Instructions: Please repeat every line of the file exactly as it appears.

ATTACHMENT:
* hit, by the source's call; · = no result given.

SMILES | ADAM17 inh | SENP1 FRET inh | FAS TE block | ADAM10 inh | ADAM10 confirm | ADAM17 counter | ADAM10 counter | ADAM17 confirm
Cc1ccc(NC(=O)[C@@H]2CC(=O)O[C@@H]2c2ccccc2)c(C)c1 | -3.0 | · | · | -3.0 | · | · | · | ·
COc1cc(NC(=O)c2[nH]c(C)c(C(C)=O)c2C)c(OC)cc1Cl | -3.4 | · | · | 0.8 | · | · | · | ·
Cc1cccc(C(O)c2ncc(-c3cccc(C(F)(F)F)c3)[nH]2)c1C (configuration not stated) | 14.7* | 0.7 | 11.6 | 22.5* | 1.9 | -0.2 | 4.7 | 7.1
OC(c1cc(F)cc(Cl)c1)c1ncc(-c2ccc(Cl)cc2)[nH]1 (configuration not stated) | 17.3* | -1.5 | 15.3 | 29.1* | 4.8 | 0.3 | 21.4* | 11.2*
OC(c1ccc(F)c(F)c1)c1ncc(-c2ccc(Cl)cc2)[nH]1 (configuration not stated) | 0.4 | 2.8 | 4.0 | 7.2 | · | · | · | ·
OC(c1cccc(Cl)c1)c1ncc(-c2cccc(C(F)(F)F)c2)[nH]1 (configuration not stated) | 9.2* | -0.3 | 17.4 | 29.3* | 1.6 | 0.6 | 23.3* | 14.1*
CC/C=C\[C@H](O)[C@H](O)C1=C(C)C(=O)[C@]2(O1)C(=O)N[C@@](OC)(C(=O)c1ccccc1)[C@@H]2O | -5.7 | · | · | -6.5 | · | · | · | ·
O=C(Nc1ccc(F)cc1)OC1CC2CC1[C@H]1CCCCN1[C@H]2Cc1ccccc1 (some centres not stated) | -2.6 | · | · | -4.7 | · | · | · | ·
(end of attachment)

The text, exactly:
* hit, by the source's call; · = no result given.

SMILES | ADAM17 inh | SENP1 FRET inh | FAS TE block | ADAM10 inh | ADAM10 confirm | ADAM17 counter | ADAM10 counter | ADAM17 confirm
Cc1ccc(NC(=O)[C@@H]2CC(=O)O[C@@H]2c2ccccc2)c(C)c1 | -3.0 | · | · | -3.0 | · | · | · | ·
COc1cc(NC(=O)c2[nH]c(C)c(C(C)=O)c2C)c(OC)cc1Cl | -3.4 | · | · | 0.8 | · | · | · | ·
Cc1cccc(C(O)c2ncc(-c3cccc(C(F)(F)F)c3)[nH]2)c1C (configuration not stated) | 14.7* | 0.7 | 11.6 | 22.5* | 1.9 | -0.2 | 4.7 | 7.1
OC(c1cc(F)cc(Cl)c1)c1ncc(-c2ccc(Cl)cc2)[nH]1 (configuration not stated) | 17.3* | -1.5 | 15.3 | 29.1* | 4.8 | 0.3 | 21.4* | 11.2*
OC(c1ccc(F)c(F)c1)c1ncc(-c2ccc(Cl)cc2)[nH]1 (configuration not stated) | 0.4 | 2.8 | 4.0 | 7.2 | · | · | · | ·
OC(c1cccc(Cl)c1)c1ncc(-c2cccc(C(F)(F)F)c2)[nH]1 (configuration not stated) | 9.2* | -0.3 | 17.4 | 29.3* | 1.6 | 0.6 | 23.3* | 14.1*
CC/C=C\[C@H](O)[C@H](O)C1=C(C)C(=O)[C@]2(O1)C(=O)N[C@@](OC)(C(=O)c1ccccc1)[C@@H]2O | -5.7 | · | · | -6.5 | · | · | · | ·
O=C(Nc1ccc(F)cc1)OC1CC2CC1[C@H]1CCCCN1[C@H]2Cc1ccccc1 (some centres not stated) | -2.6 | · | · | -4.7 | · | · | · | ·